I have a love/hate relationship with vaccinations. On the love side, they protect my babies from horrible, horrible diseases that have, thanks to immunizing programs, have been eradicated from our country. Thanks to our scientists and doctors, my children will never have to fear polio, Hib meningitis, or whooping cough, to name a few. I am incredibly grateful for all that.

Now, the hate part is, I hate for my babies to hurt. I don't like to hold them down as they scream and cry while someone else causes them pain. It goes completely against every fiber of my maternal being. But in this case, like many aspects of parenthood, the hard thing to do is the best thing to do. I don't like that they feel crummy the next day, due to the vaccine itself and the soreness where the shot was given.

It also causes IPT to go a little wacky. This time my daughter's vaccines coincided with a very "missy" day. (See yesterday's post). That's probably a good thing, since then we'll get our bad IPT days over in one shot. No pun intended. Okay, yes it was intended. Just thought I'd inject some humor into this post. HA! I did it again.

So, be forewarned: on the days when your baby has had a shot, is teething, or is just not feeling well in general, be ready for some misses. Take comfort in knowing it'll pass quickly, and you'll pick right up where you left off before the irritation began. It's not a back to square one type deal, I promise!

Monday, September 28, 2009

Mama Said There'll Be Days Like This, There'll Be Days Like This Mama Said


Okay, so maybe mama wasn't talking about a day where IPT seems to just go out the window. It's only 11 a.m. and we've already had 3 misses. What on earth?!?! One when I was actually holding her, which also never happens. Days like this do happen, and though they're rare, they're nonetheless frustrating.

This is a time when I do some detective work, see where I'm going wrong. Two things immediately come to mind, though maybe I'm not necessarily doing anything wrong. The first is that my girl has really gotten mobile, and is into exploring everything, which means she's not signaling as clearly. Or maybe it's that she is, but she's added more grunts and sounds due to moving around, and I'm not picking up on them as quickly. Also, I'm very behind on household work, and my attention is elsewhere.

In the end, I still love IPT, and it's so worth it. But I wanted to write this post to let you know that even experienced IPTers have a "bad" day now and then!

Saturday, September 26, 2009

Why Doesn't Everybody Do This?

I love doing IPT with my babies. I love that I get a little bit more into their world by potty training them from birth. I love the fact that I save soo much money by doing this. I really love that I'm not sending tons of disposable diapers to the landfill. I am really starting to get a kick out of the look on people's faces when I tell them my 6 month old poops on the potty. So, with all this love I'm feeling, it leaves me in wonder that some people don't want to do this.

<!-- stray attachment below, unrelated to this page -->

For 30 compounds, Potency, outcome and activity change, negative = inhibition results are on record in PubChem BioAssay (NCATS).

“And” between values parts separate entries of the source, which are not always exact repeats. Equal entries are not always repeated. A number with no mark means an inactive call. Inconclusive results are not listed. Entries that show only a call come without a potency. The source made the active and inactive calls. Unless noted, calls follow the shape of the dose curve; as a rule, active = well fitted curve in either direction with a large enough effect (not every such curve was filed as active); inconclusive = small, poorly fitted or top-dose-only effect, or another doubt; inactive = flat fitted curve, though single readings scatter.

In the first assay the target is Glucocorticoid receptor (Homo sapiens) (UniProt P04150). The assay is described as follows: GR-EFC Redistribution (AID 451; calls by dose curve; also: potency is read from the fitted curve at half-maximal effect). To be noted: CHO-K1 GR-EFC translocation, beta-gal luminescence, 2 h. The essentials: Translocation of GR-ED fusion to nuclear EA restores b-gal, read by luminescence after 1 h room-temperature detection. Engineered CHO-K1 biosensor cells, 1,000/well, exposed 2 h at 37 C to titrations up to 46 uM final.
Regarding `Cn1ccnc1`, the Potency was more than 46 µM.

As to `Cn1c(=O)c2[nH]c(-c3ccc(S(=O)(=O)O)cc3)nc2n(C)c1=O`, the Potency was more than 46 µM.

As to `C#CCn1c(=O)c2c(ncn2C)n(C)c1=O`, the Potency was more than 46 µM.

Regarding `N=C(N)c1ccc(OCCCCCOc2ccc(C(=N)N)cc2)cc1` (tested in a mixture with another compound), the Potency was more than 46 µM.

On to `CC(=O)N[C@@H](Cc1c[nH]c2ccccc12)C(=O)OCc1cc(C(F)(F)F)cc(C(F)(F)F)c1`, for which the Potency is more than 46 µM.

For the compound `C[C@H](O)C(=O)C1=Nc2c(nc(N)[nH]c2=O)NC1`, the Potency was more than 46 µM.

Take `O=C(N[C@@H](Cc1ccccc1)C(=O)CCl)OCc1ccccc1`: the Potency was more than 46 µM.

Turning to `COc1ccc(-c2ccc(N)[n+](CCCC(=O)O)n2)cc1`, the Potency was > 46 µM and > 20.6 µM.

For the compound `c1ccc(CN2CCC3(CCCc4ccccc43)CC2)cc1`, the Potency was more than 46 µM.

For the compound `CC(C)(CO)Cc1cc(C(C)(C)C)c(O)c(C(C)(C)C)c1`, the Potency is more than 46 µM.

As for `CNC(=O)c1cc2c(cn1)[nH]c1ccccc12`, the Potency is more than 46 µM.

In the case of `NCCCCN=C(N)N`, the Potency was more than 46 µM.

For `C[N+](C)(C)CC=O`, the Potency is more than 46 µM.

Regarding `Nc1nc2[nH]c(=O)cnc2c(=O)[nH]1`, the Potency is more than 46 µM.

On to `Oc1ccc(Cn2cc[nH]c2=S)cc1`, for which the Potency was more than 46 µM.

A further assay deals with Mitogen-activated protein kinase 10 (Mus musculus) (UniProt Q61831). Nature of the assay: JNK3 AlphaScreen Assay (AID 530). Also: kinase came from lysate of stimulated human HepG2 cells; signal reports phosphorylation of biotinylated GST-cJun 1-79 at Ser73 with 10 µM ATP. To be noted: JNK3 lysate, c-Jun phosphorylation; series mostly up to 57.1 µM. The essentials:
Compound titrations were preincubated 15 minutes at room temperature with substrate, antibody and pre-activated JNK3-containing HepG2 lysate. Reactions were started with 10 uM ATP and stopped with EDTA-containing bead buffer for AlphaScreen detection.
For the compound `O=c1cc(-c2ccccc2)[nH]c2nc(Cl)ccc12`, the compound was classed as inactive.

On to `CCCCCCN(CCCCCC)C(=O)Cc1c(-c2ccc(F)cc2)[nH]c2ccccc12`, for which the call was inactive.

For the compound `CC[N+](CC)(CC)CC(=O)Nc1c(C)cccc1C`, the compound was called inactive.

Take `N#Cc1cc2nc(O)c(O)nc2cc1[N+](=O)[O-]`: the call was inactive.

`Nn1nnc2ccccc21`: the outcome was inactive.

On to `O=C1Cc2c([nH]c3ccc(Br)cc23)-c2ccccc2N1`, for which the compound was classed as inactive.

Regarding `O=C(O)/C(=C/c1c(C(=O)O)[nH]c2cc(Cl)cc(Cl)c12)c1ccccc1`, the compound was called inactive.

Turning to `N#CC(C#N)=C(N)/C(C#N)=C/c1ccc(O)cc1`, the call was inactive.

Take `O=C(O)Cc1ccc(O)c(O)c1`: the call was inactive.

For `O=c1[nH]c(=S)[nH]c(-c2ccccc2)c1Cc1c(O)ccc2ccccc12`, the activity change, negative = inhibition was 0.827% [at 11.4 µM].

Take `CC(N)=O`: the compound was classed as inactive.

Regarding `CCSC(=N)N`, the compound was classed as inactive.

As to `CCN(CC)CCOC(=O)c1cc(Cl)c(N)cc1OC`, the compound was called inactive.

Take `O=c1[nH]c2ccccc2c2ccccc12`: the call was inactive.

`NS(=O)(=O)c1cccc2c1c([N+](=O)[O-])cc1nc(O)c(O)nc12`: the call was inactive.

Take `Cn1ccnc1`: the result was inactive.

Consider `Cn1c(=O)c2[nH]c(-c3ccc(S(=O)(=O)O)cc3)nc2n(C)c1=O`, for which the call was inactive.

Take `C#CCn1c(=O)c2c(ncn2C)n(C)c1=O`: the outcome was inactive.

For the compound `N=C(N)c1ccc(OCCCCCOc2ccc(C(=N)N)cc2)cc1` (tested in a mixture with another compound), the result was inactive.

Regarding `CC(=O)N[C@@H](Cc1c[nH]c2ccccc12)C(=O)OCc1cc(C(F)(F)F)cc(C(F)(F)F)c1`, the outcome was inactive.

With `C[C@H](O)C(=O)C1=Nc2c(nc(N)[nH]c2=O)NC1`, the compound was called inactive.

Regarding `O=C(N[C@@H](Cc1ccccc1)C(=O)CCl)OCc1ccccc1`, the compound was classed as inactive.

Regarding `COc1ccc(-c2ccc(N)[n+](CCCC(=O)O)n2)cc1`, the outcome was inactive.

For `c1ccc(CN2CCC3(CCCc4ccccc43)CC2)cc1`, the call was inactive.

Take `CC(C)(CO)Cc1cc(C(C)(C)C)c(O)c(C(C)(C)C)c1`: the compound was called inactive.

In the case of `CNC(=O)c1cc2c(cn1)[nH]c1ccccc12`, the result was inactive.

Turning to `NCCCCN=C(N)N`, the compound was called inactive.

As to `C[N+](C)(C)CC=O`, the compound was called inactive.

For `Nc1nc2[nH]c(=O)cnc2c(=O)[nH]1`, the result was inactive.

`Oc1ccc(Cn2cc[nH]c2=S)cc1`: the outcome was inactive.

My personal theory is that most people do it because of the fear of being an outcast. Alas, more people would do IPT if it was more common. (= As I've talked about here, there will be people who think you're crazy for even wanting to try. But only you have to change all those diapers, so don't let others talk you out of it. Heck, some people will try to talk you out of breastfeeding too. The best thing you can do is arm yourself with lots of knowledge about infant potty training. Try visiting the IPT links on this site,
email me with questions.
, and if you still need help, Google it. Remember to try the phrases infant potty training, elimination communication, trickle treat, and potty whispering in your search.

Some people don't even attempt it because both parents work outside the home. Daycare more than likely won't offer a baby a potty; but if you have grandparents watching your baby while you work, they just might take your baby to the potty. You never know until you ask. Be sure to offer to show them how to do it. Putting a tiny baby on a potty or holding them over the sink can be quite an intimidating prospect, since it's just so uncommon. If you are in the situation where you can't do IPT because you work outside the home, you can by all means do it part time after work, or on the weekends.

Some people try it a couple of times, get impatient and quit. Like in any other thing in life, perseverance is key. Potty training does take time, whether you start from birth or at 6 months or a year or later. Some babies learn faster than others, some are more independent than others. Set small attainable goals, and don't be hard on yourself or your baby. If you're having problems, talk to others who do IPT, like me! I can sit here and write about this all day, but sometimes one on one conversations are better.

Some people get freaked out by going out in public. You have several options. I love these two options:


The Potty On-The-Go is awesome. Set it up in your car, and you'll be able to take your baby potty before you go in the store, in the comfort of your car. Or, get a padded potty seat insert, which transforms a big public toilet into a comfy potty place for your baby. As a bonus, most of those potty seats have popular cartoons on them, which makes potty time more fun and relaxing for your baby.